When was the last time your age stopped you from doing something?
For me it was recently when I was wearing a particular outfit, and I saw the look of horror on my teenage daughter’s face.
My brain doesn’t even have to catch up with the notion that I’m too old for something. I have kids who take care of that for me. (Sometimes I take great pleasure in “not acting my age” just to get under their skin!)
Perhaps there are situations when age really matters. I don’t want to look like a complete fool or injure myself. But how often do we use age as a reason or an excuse for not really going for it? Whatever “it” happens to be.
Sometimes we look at a younger person who’s achieving something great, something that we want to achieve. It’s hard not to become disheartened if we believe we can’t accomplish this same great thing as fast, as easily, or at all.
As the years float by, inertia creeps in on tiny cat feet. To break out of our circle of comfort and familiarity, we have to take bold action. But trying something new and changing our perspective is like budging a rusty hinge. Where’s that oil can?
So here’s where the rubber meets the road. Whatever age you happen to be, realize that you have a finite number of days left to do the things you want to do. Go ahead, count them up.
Let’s say you live to be 85. You can do the math. Seeing that number on paper forces you to grasp that every single day is a gift. Don’t waste one of them moping around or watching another episode of The Simpson’s. Wake up before it’s too late!
So here’s what I suggest you to do to get the ball rolling:
1. Write a Bucket List
Get some paper and create six columns. Write down the following headings for each column: relationships, career, travel, lifestyle, accomplishments, and altruism. If you think of another category, add it to the heading. Now think of every possible thing you’d like to do related to each category before you die, and write them down under the appropriate heading.
2. Perform Triage
Go through your list and pick the most important goal in each category. Keep doing this until you have prioritized each category. If there are two or three of equal importance, then just order them randomly.
3. Pick Two
From your list of most important goals, pick two — one that is really challenging or scary and one that’s easy. On another paper, write down all of the action steps you’d need to take to accomplish both of these goals. Think of everything, even possible roadblocks or problems you might encounter along the way.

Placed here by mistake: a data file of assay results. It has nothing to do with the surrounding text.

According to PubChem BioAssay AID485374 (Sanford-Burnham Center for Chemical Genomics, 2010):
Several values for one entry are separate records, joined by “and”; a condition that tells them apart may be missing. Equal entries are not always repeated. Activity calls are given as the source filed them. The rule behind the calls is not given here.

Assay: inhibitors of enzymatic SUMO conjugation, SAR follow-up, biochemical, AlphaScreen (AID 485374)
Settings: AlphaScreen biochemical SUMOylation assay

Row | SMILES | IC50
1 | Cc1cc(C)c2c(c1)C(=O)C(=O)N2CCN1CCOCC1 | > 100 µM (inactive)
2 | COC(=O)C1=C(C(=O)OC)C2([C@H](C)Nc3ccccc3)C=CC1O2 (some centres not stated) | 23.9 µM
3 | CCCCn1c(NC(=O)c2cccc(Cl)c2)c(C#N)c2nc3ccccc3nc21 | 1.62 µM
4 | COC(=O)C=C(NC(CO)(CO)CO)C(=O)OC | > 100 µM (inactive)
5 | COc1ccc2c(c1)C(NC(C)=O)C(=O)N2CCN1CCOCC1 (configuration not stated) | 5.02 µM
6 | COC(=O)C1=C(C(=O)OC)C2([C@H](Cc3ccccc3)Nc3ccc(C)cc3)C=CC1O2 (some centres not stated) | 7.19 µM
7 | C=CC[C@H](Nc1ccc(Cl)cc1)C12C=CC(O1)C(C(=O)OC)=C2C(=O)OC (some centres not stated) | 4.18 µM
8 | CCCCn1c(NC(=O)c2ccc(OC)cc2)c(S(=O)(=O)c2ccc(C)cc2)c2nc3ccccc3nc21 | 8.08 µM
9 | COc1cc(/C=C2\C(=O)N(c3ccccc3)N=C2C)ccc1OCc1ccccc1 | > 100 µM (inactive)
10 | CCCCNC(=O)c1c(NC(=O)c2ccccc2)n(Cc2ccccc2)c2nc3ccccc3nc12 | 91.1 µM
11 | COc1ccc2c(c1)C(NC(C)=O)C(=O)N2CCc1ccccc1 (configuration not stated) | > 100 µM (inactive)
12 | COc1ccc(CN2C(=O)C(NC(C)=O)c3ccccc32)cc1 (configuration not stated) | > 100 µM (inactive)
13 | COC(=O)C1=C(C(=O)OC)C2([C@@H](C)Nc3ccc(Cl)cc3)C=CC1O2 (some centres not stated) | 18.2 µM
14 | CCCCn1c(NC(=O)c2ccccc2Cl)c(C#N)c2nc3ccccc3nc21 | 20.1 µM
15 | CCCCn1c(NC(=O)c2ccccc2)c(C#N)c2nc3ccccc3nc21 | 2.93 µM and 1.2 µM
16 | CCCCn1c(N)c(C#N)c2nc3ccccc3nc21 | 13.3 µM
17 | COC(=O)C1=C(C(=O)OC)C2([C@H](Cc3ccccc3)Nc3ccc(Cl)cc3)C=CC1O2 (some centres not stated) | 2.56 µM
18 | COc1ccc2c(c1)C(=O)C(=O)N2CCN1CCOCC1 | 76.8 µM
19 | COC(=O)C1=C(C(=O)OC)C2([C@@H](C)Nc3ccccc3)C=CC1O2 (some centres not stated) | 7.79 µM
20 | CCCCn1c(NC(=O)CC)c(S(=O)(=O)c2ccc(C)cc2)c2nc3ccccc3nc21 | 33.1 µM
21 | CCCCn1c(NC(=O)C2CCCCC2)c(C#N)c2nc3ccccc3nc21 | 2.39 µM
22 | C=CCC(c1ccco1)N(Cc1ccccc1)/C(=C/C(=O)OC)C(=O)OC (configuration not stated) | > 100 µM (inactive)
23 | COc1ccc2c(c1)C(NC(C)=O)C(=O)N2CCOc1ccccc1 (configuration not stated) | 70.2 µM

4. Commit Some Time
Commit to some amount of time every day or every week to completing your action steps for both goals. If you can commit to an hour a day, that’s wonderful. If not, commit to something. You’ll probably achieve your easier goal before the harder one, but that success should motivate you to keep going. Pick another easy goal and create action steps to begin working on it.
5. Try Not To Think About It
Just do it. Don’t think about the obstacles, your fears, or your age. Just keep working on the action steps. Worrying hinders action. Action creates results.
If you start to lose motivation, don’t worry. Just keep taking the actions anyway. But if you’d like a little inspiration, look at what these old creekers accomplished:
-Alice Porlock of Great Britain published her first book, Portrait of My Victorian Youth, when she was 102 years old.
-At age 98, Harold Mark Foster of Owensboro, KY, began learning to read.
-Nola Ochs, age 95, became the oldest person to receive a college diploma, a degree in general studies with an emphasis on history.
-Allan Stewart of New South Wales completed a Bachelor of Laws degree at age 91 from the University of New England. He said he finished what would have normally been a six-year degree in four and a half years “because of my age.”
-At age 87, Francis Peyton Rous became the oldest Nobel Prize laureate.
-At age 84, Mae West starred in the movie Sextette.
-Venus Ramey, 82, balanced on her walker and fired her handgun to shoot out an intruder’s tires. Ramey, winner of the 1944 Miss America pageant, confronted the man on her Kentucky farm and disabled his vehicle so he couldn’t escape. (Don’t you just love this one?)
-At 77, Grandma Moses started painting.
-Ronald Reagan was reelected President of the United States at age 73.
So you see, whatever you want to do, just go do it. It’s never too late.
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